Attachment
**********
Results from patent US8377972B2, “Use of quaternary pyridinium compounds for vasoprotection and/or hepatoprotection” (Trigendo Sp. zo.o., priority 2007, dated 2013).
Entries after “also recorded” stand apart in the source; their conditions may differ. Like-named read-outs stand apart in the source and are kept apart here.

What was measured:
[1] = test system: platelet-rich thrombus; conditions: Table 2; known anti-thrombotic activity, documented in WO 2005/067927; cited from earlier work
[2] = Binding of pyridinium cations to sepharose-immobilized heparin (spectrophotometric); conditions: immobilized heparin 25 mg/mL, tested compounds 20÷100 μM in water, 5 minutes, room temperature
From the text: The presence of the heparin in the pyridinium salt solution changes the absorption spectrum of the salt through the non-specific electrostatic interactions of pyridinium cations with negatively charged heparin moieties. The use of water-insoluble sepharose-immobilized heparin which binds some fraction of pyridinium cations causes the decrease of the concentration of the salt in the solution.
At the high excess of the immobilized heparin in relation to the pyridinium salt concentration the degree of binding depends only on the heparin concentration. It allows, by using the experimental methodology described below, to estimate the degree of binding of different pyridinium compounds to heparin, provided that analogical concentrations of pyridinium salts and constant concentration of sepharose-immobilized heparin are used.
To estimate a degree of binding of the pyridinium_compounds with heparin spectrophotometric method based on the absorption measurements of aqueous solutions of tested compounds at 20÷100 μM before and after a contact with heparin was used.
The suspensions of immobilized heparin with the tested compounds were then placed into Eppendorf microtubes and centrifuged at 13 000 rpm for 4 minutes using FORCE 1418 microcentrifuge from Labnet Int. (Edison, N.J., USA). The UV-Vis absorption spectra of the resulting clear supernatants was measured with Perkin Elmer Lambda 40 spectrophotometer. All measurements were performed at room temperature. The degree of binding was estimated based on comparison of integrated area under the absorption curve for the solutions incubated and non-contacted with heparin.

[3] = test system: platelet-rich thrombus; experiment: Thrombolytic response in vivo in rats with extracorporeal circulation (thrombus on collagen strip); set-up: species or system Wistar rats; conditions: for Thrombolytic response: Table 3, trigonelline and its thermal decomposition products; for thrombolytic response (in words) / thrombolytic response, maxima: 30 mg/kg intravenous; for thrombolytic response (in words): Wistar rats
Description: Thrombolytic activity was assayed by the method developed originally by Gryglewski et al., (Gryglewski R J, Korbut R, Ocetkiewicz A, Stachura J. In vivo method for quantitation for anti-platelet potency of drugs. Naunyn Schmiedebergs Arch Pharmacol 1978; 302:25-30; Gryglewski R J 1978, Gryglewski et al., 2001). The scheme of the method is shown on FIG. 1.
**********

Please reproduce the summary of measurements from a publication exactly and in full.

Results from patent US8377972B2, “Use of quaternary pyridinium compounds for vasoprotection and/or hepatoprotection” (Trigendo Sp. zo.o., priority 2007, dated 2013).
Entries after “also recorded” stand apart in the source; their conditions may differ. Like-named read-outs stand apart in the source and are kept apart here.

What was measured:
[1] = test system: platelet-rich thrombus; conditions: Table 2; known anti-thrombotic activity, documented in WO 2005/067927; cited from earlier work
[2] = Binding of pyridinium cations to sepharose-immobilized heparin (spectrophotometric); conditions: immobilized heparin 25 mg/mL, tested compounds 20÷100 μM in water, 5 minutes, room temperature
From the text: The presence of the heparin in the pyridinium salt solution changes the absorption spectrum of the salt through the non-specific electrostatic interactions of pyridinium cations with negatively charged heparin moieties. The use of water-insoluble sepharose-immobilized heparin which binds some fraction of pyridinium cations causes the decrease of the concentration of the salt in the solution.
At the high excess of the immobilized heparin in relation to the pyridinium salt concentration the degree of binding depends only on the heparin concentration. It allows, by using the experimental methodology described below, to estimate the degree of binding of different pyridinium compounds to heparin, provided that analogical concentrations of pyridinium salts and constant concentration of sepharose-immobilized heparin are used.
To estimate a degree of binding of the pyridinium_compounds with heparin spectrophotometric method based on the absorption measurements of aqueous solutions of tested compounds at 20÷100 μM before and after a contact with heparin was used.
The suspensions of immobilized heparin with the tested compounds were then placed into Eppendorf microtubes and centrifuged at 13 000 rpm for 4 minutes using FORCE 1418 microcentrifuge from Labnet Int. (Edison, N.J., USA). The UV-Vis absorption spectra of the resulting clear supernatants was measured with Perkin Elmer Lambda 40 spectrophotometer. All measurements were performed at room temperature. The degree of binding was estimated based on comparison of integrated area under the absorption curve for the solutions incubated and non-contacted with heparin.

[3] = test system: platelet-rich thrombus; experiment: Thrombolytic response in vivo in rats with extracorporeal circulation (thrombus on collagen strip); set-up: species or system Wistar rats; conditions: for Thrombolytic response: Table 3, trigonelline and its thermal decomposition products; for thrombolytic response (in words) / thrombolytic response, maxima: 30 mg/kg intravenous; for thrombolytic response (in words): Wistar rats
Description: Thrombolytic activity was assayed by the method developed originally by Gryglewski et al., (Gryglewski R J, Korbut R, Ocetkiewicz A, Stachura J. In vivo method for quantitation for anti-platelet potency of drugs. Naunyn Schmiedebergs Arch Pharmacol 1978; 302:25-30; Gryglewski R J 1978, Gryglewski et al., 2001). The scheme of the method is shown on FIG. 1.